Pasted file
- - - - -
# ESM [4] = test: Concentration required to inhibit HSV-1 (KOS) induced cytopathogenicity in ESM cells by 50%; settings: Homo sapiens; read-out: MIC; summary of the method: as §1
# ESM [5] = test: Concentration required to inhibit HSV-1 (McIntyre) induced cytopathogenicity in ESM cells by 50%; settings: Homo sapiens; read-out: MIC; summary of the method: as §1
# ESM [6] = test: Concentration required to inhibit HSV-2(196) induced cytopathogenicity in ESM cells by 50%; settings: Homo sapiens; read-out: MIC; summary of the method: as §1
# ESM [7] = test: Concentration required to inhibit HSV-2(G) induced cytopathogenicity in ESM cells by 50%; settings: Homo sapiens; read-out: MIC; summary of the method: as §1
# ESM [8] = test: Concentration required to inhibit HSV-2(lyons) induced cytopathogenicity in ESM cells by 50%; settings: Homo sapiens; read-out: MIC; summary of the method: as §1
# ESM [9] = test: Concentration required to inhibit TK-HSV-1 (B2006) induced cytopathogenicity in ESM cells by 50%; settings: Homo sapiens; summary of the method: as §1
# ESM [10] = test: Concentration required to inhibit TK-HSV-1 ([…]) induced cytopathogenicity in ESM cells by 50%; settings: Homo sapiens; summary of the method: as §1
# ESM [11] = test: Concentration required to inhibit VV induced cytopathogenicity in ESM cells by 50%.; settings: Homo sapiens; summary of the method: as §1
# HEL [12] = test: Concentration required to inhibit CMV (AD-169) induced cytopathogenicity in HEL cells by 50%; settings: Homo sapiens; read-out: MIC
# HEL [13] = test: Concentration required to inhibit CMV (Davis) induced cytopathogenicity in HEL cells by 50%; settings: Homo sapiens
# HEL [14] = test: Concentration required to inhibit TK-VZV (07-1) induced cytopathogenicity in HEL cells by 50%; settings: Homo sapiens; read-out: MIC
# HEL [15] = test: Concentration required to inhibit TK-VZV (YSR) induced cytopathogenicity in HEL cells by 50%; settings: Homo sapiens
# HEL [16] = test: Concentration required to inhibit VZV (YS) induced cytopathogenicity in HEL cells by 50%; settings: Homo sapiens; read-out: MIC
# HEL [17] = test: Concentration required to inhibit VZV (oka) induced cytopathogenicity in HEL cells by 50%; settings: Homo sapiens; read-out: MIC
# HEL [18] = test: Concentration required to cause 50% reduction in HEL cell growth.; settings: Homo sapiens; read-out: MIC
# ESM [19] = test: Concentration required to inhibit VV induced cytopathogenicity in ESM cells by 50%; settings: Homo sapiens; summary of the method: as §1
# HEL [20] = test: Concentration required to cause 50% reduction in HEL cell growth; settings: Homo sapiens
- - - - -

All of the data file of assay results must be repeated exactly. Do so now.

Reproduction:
# ESM [4] = test: Concentration required to inhibit HSV-1 (KOS) induced cytopathogenicity in ESM cells by 50%; settings: Homo sapiens; read-out: MIC; summary of the method: as §1
# ESM [5] = test: Concentration required to inhibit HSV-1 (McIntyre) induced cytopathogenicity in ESM cells by 50%; settings: Homo sapiens; read-out: MIC; summary of the method: as §1
# ESM [6] = test: Concentration required to inhibit HSV-2(196) induced cytopathogenicity in ESM cells by 50%; settings: Homo sapiens; read-out: MIC; summary of the method: as §1
# ESM [7] = test: Concentration required to inhibit HSV-2(G) induced cytopathogenicity in ESM cells by 50%; settings: Homo sapiens; read-out: MIC; summary of the method: as §1
# ESM [8] = test: Concentration required to inhibit HSV-2(lyons) induced cytopathogenicity in ESM cells by 50%; settings: Homo sapiens; read-out: MIC; summary of the method: as §1
# ESM [9] = test: Concentration required to inhibit TK-HSV-1 (B2006) induced cytopathogenicity in ESM cells by 50%; settings: Homo sapiens; summary of the method: as §1
# ESM [10] = test: Concentration required to inhibit TK-HSV-1 ([…]) induced cytopathogenicity in ESM cells by 50%; settings: Homo sapiens; summary of the method: as §1
# ESM [11] = test: Concentration required to inhibit VV induced cytopathogenicity in ESM cells by 50%.; settings: Homo sapiens; summary of the method: as §1
# HEL [12] = test: Concentration required to inhibit CMV (AD-169) induced cytopathogenicity in HEL cells by 50%; settings: Homo sapiens; read-out: MIC
# HEL [13] = test: Concentration required to inhibit CMV (Davis) induced cytopathogenicity in HEL cells by 50%; settings: Homo sapiens
# HEL [14] = test: Concentration required to inhibit TK-VZV (07-1) induced cytopathogenicity in HEL cells by 50%; settings: Homo sapiens; read-out: MIC
# HEL [15] = test: Concentration required to inhibit TK-VZV (YSR) induced cytopathogenicity in HEL cells by 50%; settings: Homo sapiens
# HEL [16] = test: Concentration required to inhibit VZV (YS) induced cytopathogenicity in HEL cells by 50%; settings: Homo sapiens; read-out: MIC
# HEL [17] = test: Concentration required to inhibit VZV (oka) induced cytopathogenicity in HEL cells by 50%; settings: Homo sapiens; read-out: MIC
# HEL [18] = test: Concentration required to cause 50% reduction in HEL cell growth.; settings: Homo sapiens; read-out: MIC
# ESM [19] = test: Concentration required to inhibit VV induced cytopathogenicity in ESM cells by 50%; settings: Homo sapiens; summary of the method: as §1
# HEL [20] = test: Concentration required to cause 50% reduction in HEL cell growth; settings: Homo sapiens